Ohio, Cuyahoga County Probate Files (FamilySearch Historical Records)Edit This Page

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FamilySearch Record Search This article describes a collection of historical records available at FamilySearch.org.

Contents

Collection Time Period

The records for the years 1813 to 1917.

Record Description

The collection consists of case files of the Probate Dockets from the Cuyahoga County courthouse in Cleveland. The files are arranged by docket number and case number. The earliest records are designated Common Plea (before the formation of the Probate Court). The Probate Dockets began alphabetically, A through P, and changed to numeric listing beginning with 17 (replacing Q, the 17th letter). This collection is being published as images become available.

The Probate Dockets contain many different types of cases.

Estate: Three types of cases have been indexed as Estate. There may be several estate cases for one individual
     1. Probate cases (described under Record Content) (see example 1) Sometimes found are copies of probate cases from other states or localities for previous county residents still owning properties in Cuyahoga County. Also, by treaty, foreign nationals who died within the US required a probate case.
     2. Land sales of deceased’s properties, indexed under deceased’s name when possible (see example 2)
     3. Trusts or continuations of deceased’s properties

Minor: establishing guardianship for juveniles of deceased, or as otherwise needed

Name Change: Legal name changes, indexed by both the new and the old legal names

Assignment: Before Bankruptcy Court was established, trustees were assigned to individuals or companies with financial difficulties.

Appropriation: Cases of eminent domain for parks, roadways, etc. Only the first defendant has been indexed as cases may have dozens of defendants.

Consent to Marry: Parent or Guardians permission for underage marriage

License to Marry: Clergy license

House of Refuge, Industrial Home, Industrial School, Reform Farm, Reform School: assignments of delinquent minors

And a variety of other cases


Docket folders marked with a "C" or "No Docket Specified" are miscellanous files.  They contain out of order documents from several dockets.  

Dockets 62, 69, 80, 87, 94, 105, 110, 111, 112, 115, 120 and 125 in their entirety are not available for public use and were not imaged.

County officials, usually the county clerk, began keeping records from the time the county was formed. 

Citation for This Collection

The following citation refers to the original source of the data and images published on FamilySearch.org Historical Records. It may include the author, custodian, publisher, and archive for the original records.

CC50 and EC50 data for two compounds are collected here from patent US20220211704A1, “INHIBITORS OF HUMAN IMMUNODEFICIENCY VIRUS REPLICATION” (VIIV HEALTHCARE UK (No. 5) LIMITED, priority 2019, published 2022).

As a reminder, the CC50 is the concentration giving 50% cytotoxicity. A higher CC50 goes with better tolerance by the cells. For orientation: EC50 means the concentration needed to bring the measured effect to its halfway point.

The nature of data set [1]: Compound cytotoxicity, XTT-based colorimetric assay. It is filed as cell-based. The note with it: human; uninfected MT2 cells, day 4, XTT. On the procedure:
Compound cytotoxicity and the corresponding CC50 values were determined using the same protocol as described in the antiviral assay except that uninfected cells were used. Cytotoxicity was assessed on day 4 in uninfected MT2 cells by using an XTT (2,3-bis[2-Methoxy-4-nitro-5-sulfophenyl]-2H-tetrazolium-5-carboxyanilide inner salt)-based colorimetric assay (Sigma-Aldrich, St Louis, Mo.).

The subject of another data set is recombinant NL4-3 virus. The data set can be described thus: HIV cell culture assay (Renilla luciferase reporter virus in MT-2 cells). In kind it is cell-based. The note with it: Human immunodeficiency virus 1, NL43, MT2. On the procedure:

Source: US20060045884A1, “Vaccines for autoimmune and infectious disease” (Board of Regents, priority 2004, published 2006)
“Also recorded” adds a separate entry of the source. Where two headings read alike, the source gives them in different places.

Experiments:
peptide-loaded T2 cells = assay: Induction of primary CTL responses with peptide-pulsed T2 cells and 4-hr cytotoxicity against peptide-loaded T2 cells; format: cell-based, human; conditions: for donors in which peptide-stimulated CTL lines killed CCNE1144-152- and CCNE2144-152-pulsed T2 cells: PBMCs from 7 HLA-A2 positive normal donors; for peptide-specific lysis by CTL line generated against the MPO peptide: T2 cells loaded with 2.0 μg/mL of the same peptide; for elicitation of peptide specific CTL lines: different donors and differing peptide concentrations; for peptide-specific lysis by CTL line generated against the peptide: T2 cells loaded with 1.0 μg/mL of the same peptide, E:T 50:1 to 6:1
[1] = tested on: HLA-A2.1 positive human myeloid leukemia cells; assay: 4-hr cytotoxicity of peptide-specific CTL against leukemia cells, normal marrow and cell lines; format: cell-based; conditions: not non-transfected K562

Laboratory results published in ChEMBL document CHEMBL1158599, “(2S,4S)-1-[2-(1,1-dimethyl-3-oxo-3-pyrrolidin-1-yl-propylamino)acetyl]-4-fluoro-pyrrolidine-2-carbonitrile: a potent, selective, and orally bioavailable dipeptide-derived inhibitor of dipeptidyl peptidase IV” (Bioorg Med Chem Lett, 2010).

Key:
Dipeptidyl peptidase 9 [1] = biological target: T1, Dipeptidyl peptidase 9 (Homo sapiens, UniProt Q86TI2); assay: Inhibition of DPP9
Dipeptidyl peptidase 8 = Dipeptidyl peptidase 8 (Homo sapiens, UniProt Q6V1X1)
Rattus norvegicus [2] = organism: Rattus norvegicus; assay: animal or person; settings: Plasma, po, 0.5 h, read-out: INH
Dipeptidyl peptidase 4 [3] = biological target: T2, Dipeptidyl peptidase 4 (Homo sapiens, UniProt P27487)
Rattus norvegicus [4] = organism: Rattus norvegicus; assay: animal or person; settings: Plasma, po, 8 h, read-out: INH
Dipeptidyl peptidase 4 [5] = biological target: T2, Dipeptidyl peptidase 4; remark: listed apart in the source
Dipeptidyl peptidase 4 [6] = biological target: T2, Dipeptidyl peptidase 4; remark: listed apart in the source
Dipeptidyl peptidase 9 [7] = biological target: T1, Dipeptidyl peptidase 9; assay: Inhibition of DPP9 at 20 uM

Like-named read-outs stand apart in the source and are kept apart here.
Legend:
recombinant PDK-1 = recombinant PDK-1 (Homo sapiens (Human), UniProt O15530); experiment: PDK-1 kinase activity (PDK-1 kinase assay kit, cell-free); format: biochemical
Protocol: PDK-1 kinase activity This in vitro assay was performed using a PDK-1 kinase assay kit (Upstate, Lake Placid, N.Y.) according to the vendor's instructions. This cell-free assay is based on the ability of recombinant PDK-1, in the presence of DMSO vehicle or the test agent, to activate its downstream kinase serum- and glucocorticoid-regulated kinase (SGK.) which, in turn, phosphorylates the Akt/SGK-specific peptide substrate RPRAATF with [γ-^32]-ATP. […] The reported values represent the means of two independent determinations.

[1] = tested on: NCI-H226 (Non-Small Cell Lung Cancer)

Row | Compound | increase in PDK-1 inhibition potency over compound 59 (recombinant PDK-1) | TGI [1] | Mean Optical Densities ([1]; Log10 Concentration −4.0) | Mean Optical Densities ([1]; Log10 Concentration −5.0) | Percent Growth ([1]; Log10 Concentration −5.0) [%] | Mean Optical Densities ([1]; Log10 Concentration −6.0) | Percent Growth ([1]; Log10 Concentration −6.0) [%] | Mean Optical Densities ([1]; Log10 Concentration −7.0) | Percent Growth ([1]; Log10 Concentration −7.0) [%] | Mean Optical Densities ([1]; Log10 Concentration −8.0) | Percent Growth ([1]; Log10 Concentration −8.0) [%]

Department of Health and Division of Vital Statistics. Ohio, Cuyahoga County records. Cuyahoga County Courthouse, Cleveland, Ohio.

Information about creating source citations for FamilySearch Historical Collections is listed in the wiki article Help:How to Create Source Citations For FamilySearch Historical Records Collections.

Record Content

The biographical information found in the probate cases is:

  • Name of the testator or deceased
  • Names of heirs, such as spouse, children, other relatives, or friends
  • Name of the executor, administrator, or guardian
  • Names of witnesses
  • Dates the documents were written and recorded (used to approximate event dates since a will was usually written near the time of death)
  • Description and value of personal property or land owned by the deceased

How to Use the Record

To begin your search it is helpful to know the following:

  • If the individual lived within the county at any time.
  • The approximate date the event occurred.
  • The name of the individual or individuals

Compare the information in the record to what you already know about your ancestors to determine if this is the correct person. You may need to compare the information of more than one person to make this determination.

When you have located your ancestor’s record, carefully evaluate each piece of information given. These pieces of information may give you new biographical details that can lead you to other records about your ancestors. Add this new information to your records of each family.

For example:

  • Use the date and the locality to search for other records such as census, land, and vital records.
  • Use probate records to identify heirs and relatives.
  • You may be able to use the probate record to learn about guardianship of any minor children and dependents.
  • Use the information in the probate record to substitute for civil birth and death records since the probates exist for an earlier time period.
  • You may be able to use the probate record to learn about land transactions.